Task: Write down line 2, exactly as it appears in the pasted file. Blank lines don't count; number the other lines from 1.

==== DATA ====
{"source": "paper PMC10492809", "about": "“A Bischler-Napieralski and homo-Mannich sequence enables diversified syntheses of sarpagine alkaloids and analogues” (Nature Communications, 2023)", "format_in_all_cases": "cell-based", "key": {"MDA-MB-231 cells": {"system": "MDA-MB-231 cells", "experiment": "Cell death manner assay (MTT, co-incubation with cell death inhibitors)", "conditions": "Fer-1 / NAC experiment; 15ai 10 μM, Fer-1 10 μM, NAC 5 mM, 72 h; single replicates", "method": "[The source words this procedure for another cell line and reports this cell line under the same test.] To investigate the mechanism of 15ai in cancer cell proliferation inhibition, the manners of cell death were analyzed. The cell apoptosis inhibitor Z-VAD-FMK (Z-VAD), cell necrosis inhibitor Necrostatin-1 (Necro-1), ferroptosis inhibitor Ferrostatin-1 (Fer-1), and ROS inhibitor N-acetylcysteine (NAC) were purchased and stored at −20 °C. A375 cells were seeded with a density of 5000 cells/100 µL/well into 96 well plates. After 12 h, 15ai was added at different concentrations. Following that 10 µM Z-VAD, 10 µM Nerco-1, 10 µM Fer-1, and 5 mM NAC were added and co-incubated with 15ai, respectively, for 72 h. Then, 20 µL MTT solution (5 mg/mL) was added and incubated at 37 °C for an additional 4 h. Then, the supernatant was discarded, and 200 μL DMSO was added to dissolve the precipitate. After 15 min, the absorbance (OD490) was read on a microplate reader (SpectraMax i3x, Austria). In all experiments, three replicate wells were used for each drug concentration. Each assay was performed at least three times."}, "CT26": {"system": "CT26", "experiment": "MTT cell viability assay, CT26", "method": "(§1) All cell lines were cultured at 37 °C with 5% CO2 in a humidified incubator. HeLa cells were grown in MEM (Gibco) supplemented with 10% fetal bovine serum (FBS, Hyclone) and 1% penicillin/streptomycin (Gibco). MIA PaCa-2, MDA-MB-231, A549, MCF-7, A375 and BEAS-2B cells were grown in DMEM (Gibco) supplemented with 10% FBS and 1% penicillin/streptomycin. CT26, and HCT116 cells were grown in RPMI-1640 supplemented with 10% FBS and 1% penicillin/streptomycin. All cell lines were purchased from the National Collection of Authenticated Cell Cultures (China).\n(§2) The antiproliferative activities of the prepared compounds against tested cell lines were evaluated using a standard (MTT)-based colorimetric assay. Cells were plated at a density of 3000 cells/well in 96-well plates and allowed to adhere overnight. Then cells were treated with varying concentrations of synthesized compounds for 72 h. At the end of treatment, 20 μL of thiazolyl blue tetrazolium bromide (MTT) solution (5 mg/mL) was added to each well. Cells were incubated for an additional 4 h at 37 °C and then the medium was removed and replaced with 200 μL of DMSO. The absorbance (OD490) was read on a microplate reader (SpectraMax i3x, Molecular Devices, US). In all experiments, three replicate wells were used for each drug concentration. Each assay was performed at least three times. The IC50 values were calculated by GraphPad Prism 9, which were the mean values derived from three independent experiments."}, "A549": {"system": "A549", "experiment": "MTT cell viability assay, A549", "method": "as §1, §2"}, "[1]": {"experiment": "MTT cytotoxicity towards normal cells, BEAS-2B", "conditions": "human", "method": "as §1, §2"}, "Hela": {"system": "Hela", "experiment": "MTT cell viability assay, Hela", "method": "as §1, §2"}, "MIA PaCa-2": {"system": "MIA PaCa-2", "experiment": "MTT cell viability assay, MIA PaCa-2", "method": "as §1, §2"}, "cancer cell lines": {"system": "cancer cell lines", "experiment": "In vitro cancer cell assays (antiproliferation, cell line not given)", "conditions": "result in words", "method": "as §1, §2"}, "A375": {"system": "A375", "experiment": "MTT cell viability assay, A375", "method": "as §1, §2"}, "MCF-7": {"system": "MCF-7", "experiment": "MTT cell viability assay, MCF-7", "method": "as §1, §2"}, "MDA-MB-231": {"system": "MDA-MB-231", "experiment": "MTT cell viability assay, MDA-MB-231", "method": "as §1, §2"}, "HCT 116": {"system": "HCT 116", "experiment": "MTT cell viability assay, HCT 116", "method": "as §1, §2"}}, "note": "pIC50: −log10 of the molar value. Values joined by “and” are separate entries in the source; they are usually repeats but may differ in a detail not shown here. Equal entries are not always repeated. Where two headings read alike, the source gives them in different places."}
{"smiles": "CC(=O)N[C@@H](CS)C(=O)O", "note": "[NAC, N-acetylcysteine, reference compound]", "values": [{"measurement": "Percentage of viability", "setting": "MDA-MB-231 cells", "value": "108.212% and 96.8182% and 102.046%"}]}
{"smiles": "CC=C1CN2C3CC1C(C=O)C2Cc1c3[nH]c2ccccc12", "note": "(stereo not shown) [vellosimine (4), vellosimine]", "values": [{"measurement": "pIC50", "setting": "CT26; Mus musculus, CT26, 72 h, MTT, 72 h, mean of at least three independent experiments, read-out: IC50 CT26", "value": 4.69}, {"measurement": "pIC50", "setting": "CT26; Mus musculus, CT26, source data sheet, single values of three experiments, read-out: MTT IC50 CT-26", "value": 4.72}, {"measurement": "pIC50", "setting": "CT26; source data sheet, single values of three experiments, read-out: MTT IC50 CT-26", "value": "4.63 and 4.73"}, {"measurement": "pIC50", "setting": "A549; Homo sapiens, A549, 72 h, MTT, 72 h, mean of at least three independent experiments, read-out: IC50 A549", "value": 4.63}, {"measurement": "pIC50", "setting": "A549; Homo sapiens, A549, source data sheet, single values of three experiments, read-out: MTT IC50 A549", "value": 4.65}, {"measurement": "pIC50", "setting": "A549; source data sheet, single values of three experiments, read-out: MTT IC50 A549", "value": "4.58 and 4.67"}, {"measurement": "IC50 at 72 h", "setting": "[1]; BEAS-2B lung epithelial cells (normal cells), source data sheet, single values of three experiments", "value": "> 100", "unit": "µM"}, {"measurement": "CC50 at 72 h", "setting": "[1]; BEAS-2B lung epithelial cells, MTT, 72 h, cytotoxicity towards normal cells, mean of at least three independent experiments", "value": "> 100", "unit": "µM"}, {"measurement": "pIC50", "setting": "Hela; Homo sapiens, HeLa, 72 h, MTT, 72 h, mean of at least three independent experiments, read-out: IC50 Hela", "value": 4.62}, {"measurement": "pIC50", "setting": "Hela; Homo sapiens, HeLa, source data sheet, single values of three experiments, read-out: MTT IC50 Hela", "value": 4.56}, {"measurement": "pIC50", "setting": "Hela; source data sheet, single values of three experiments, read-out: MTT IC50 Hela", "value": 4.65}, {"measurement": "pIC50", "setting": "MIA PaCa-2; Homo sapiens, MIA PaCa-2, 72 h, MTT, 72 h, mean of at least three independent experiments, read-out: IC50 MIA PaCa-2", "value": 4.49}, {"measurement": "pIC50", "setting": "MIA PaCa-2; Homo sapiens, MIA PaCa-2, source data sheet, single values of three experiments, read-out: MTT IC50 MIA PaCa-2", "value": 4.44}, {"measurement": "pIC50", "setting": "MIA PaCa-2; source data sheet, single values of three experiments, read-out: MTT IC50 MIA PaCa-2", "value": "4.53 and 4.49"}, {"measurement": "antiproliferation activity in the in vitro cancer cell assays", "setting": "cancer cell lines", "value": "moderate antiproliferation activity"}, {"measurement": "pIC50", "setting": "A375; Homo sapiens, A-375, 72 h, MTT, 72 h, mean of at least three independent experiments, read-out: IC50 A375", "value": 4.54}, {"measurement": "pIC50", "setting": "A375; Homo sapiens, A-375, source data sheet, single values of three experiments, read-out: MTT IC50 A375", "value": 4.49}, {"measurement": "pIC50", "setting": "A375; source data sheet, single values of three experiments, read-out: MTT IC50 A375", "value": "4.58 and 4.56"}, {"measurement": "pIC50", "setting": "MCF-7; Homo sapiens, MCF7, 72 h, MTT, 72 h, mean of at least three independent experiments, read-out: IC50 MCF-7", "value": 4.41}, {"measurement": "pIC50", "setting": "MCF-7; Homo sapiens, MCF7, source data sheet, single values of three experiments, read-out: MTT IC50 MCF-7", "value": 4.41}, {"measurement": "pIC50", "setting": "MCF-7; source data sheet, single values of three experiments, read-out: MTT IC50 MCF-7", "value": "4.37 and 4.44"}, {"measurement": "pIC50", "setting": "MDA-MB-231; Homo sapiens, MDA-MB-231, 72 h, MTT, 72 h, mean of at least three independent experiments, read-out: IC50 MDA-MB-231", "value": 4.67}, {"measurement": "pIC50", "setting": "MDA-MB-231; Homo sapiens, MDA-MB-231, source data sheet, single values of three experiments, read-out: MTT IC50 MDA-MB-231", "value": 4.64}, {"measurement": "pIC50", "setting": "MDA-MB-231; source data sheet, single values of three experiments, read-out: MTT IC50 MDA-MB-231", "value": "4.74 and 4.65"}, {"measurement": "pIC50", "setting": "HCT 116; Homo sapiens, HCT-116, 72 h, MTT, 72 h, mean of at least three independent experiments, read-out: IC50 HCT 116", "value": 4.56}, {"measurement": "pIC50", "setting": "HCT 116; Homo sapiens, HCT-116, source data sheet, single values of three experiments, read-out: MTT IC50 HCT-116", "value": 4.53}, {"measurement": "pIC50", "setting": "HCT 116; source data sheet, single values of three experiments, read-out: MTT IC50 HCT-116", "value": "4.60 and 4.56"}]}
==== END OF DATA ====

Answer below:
{"smiles": "CC(=O)N[C@@H](CS)C(=O)O", "note": "[NAC, N-acetylcysteine, reference compound]", "values": [{"measurement": "Percentage of viability", "setting": "MDA-MB-231 cells", "value": "108.212% and 96.8182% and 102.046%"}]}